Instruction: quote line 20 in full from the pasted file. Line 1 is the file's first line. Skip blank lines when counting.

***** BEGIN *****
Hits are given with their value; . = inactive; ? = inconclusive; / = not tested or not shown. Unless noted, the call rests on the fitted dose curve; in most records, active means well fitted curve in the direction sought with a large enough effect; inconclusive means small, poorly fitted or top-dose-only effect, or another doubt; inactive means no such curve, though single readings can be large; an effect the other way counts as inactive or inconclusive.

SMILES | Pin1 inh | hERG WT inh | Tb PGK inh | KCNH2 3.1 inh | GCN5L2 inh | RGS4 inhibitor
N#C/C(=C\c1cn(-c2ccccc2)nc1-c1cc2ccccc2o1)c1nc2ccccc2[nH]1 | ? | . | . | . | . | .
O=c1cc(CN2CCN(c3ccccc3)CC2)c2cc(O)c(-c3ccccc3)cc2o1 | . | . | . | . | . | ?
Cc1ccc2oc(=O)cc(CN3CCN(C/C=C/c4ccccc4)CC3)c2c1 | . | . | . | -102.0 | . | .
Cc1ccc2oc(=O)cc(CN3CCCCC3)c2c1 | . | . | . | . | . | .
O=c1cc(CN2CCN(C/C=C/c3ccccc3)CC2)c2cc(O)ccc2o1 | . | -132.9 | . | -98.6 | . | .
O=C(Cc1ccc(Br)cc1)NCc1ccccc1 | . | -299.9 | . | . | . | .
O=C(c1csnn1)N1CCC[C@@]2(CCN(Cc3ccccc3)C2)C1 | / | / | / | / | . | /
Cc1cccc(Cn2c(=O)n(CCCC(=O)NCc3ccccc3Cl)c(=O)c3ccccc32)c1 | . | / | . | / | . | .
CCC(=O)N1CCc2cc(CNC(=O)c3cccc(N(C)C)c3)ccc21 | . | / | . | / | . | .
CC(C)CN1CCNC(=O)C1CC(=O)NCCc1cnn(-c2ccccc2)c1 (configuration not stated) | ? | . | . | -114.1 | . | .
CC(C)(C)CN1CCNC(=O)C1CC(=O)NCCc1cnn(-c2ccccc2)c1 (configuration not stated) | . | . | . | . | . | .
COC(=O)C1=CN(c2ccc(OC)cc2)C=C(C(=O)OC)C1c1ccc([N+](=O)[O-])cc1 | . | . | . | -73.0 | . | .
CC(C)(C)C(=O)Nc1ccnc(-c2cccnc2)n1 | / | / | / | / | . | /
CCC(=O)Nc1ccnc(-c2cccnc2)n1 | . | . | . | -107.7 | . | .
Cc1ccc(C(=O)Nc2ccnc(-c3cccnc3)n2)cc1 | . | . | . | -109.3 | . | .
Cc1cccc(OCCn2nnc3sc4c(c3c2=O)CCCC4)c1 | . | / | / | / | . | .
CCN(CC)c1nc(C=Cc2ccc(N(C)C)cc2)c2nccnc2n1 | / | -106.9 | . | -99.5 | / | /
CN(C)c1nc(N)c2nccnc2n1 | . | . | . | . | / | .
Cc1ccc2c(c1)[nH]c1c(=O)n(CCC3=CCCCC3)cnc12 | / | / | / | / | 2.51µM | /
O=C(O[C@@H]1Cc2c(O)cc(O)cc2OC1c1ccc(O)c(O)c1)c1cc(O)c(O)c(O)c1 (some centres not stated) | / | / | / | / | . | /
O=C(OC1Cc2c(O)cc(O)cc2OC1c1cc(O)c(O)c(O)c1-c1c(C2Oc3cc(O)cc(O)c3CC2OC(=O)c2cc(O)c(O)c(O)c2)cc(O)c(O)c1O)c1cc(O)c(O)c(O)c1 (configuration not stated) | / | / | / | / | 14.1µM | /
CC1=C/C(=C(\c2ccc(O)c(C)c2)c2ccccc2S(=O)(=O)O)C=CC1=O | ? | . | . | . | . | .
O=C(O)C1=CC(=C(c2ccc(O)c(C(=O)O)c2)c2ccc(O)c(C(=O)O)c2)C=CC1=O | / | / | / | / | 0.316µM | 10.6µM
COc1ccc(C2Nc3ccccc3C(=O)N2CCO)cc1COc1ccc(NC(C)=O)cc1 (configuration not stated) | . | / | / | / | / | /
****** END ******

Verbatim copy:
CN(C)c1nc(N)c2nccnc2n1 | . | . | . | . | / | .